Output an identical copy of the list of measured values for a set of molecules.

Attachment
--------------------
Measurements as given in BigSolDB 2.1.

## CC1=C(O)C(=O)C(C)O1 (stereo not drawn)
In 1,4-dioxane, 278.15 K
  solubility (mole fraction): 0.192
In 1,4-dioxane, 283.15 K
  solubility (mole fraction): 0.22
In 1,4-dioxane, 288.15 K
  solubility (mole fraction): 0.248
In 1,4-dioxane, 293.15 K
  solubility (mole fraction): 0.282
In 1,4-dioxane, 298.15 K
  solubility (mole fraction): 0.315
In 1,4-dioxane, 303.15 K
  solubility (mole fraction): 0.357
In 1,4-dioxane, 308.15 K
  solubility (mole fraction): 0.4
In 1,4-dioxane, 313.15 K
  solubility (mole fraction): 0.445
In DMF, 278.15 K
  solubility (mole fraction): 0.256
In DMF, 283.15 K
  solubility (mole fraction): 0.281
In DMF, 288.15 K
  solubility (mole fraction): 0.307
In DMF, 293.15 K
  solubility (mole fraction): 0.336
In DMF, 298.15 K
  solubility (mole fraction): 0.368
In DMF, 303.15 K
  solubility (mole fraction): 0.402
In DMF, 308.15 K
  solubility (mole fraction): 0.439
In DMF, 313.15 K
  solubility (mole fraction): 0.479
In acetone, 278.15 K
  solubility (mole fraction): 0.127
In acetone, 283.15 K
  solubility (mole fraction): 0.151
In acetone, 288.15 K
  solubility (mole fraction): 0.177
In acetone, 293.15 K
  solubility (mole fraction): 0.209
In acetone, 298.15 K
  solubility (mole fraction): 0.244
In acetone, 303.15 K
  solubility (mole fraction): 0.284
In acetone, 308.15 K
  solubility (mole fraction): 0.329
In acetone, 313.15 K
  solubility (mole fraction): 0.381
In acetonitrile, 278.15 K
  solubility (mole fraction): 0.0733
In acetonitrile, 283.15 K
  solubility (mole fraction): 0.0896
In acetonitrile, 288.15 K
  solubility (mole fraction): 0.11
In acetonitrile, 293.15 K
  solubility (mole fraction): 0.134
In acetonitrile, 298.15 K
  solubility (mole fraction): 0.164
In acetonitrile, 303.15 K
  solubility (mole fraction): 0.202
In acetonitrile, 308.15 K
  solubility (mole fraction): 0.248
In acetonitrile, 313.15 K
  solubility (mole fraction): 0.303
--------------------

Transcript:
Measurements as given in BigSolDB 2.1.

## CC1=C(O)C(=O)C(C)O1 (stereo not drawn)
In 1,4-dioxane, 278.15 K
  solubility (mole fraction): 0.192
In 1,4-dioxane, 283.15 K
  solubility (mole fraction): 0.22
In 1,4-dioxane, 288.15 K
  solubility (mole fraction): 0.248
In 1,4-dioxane, 293.15 K
  solubility (mole fraction): 0.282
In 1,4-dioxane, 298.15 K
  solubility (mole fraction): 0.315
In 1,4-dioxane, 303.15 K
  solubility (mole fraction): 0.357
In 1,4-dioxane, 308.15 K
  solubility (mole fraction): 0.4
In 1,4-dioxane, 313.15 K
  solubility (mole fraction): 0.445
In DMF, 278.15 K
  solubility (mole fraction): 0.256
In DMF, 283.15 K
  solubility (mole fraction): 0.281
In DMF, 288.15 K
  solubility (mole fraction): 0.307
In DMF, 293.15 K
  solubility (mole fraction): 0.336
In DMF, 298.15 K
  solubility (mole fraction): 0.368
In DMF, 303.15 K
  solubility (mole fraction): 0.402
In DMF, 308.15 K
  solubility (mole fraction): 0.439
In DMF, 313.15 K
  solubility (mole fraction): 0.479
In acetone, 278.15 K
  solubility (mole fraction): 0.127
In acetone, 283.15 K
  solubility (mole fraction): 0.151
In acetone, 288.15 K
  solubility (mole fraction): 0.177
In acetone, 293.15 K
  solubility (mole fraction): 0.209
In acetone, 298.15 K
  solubility (mole fraction): 0.244
In acetone, 303.15 K
  solubility (mole fraction): 0.284
In acetone, 308.15 K
  solubility (mole fraction): 0.329
In acetone, 313.15 K
  solubility (mole fraction): 0.381
In acetonitrile, 278.15 K
  solubility (mole fraction): 0.0733
In acetonitrile, 283.15 K
  solubility (mole fraction): 0.0896
In acetonitrile, 288.15 K
  solubility (mole fraction): 0.11
In acetonitrile, 293.15 K
  solubility (mole fraction): 0.134
In acetonitrile, 298.15 K
  solubility (mole fraction): 0.164
In acetonitrile, 303.15 K
  solubility (mole fraction): 0.202
In acetonitrile, 308.15 K
  solubility (mole fraction): 0.248
In acetonitrile, 313.15 K
  solubility (mole fraction): 0.303